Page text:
Matter is defined as any judicial or other proceeding, application, request for a ruling or other determination, contract, claim, controversy, investigation, charge, accusation, arrest or other particular matter involving a specific party or parties and any other matter covered by the conflict of interest rules of the appropriate government agency. In RO-94-14 the General Counsel found that the same "matter" involved more than the same points of law and that other characteristics of two actions such as having the same parties or the same subject matter are necessary before an attorney or his firm may be disqualified for having participated substantially in the same matter prior to moving from the government to the private sector.

1.11:200 Representation of Another Client by Former Government Lawyer

  • Primary Alabama References: AL Rule 1.11(a)
  • Background References: ABA Model Rule 1.11(a), Other Jurisdictions
  • Commentary: ABA/BNA § 91:4001, ALI-LGL § 133, Wolfram § 8.10
  • Alabama Commentary:

1.11:210   No Imputation to Firm if Former Government Lawyer Is Screened

The former government lawyer's firm may still undertake representation in a matter so long as the lawyer himself is screened from participation in the matter and receives no part of the fees generated therefrom. The screening and waiver provisions commonly referred to as the "Chinese Wall" defense are available under the ARPCs only in Rule 1.11 and 1.12. Roberts v. Hutchins, 575 So.2d 1231, 1234 n.3 (Ala. 1990). The rationale behind the screening and waiver provisions is that, while private clients should not be able to take advantage of confidential information privy to present or former government lawyers, the rule should not be restrictive to the point that they inhibit transfer of employment to and from the government. The rule recognizes that the government has a legitimate need to attract qualified lawyers as well as to maintain high ethical standards.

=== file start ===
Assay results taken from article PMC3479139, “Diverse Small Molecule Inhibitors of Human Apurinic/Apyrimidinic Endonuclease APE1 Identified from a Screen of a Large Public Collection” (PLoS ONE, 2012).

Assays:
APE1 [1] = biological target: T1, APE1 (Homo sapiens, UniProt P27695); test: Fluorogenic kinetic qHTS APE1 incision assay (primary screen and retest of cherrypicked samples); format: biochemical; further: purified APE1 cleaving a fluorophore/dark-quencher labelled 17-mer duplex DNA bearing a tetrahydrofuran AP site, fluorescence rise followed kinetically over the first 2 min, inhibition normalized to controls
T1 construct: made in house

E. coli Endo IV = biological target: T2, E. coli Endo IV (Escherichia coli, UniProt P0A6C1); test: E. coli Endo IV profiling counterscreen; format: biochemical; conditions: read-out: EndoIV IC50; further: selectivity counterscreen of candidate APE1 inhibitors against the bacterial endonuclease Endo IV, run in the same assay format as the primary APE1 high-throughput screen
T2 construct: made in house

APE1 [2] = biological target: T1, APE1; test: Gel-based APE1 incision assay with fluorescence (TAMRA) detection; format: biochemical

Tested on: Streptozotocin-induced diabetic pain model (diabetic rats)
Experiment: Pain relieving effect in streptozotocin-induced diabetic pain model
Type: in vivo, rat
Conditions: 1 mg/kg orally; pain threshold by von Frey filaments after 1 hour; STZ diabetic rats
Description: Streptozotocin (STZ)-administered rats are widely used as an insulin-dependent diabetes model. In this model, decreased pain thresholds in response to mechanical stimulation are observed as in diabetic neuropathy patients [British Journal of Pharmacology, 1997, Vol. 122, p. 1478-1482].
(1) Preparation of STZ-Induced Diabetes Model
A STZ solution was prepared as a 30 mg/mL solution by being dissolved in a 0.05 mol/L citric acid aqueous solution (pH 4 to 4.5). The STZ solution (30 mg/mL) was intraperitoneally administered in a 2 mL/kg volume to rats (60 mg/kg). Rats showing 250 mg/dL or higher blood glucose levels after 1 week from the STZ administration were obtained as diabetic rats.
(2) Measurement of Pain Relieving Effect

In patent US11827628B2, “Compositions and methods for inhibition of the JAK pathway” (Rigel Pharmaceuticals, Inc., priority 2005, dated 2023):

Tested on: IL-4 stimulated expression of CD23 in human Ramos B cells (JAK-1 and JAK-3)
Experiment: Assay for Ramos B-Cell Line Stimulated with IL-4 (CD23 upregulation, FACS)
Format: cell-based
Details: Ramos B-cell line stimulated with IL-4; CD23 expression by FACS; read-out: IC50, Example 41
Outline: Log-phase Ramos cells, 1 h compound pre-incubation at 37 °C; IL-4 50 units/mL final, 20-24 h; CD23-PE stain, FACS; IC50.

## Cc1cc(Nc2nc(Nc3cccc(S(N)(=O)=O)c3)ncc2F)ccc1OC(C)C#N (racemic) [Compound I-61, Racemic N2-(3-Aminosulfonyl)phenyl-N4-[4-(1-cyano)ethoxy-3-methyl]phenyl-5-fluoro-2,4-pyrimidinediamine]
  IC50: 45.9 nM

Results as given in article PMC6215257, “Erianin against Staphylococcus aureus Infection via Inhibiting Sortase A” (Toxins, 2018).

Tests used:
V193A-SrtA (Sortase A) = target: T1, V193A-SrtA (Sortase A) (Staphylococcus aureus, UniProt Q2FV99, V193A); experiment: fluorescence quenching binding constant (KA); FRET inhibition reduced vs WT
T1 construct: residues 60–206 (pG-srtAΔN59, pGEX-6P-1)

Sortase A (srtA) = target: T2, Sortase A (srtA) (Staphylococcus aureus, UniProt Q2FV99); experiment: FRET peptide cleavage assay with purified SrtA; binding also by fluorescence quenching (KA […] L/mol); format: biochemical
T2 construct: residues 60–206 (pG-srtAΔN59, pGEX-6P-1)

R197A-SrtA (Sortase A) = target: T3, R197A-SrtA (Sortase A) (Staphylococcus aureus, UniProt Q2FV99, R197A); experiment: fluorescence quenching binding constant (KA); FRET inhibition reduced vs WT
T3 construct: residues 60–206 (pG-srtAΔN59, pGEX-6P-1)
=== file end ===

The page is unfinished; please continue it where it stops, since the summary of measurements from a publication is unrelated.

1.11:300 Use of Confidential Government Information

  • Primary Alabama References: AL Rule 1.11(b)
  • Background References: ABA Model Rule 1.11(b), Other Jurisdictions
  • Commentary: ABA/BNA § 91:4001, ALI-LGL § 133, Wolfram § 8.10
  • Alabama Commentary:

1.11:310   Definition of "Confidential Government Information"

"Confidential Government Information" is defined as information "obtained under governmental authority and which, at the time this rule is applied, the government is prohibited by law from disclosing to the public or has a legal privilege not to disclose, and which is not otherwise available to the public." ARPC Rule 1.11(d).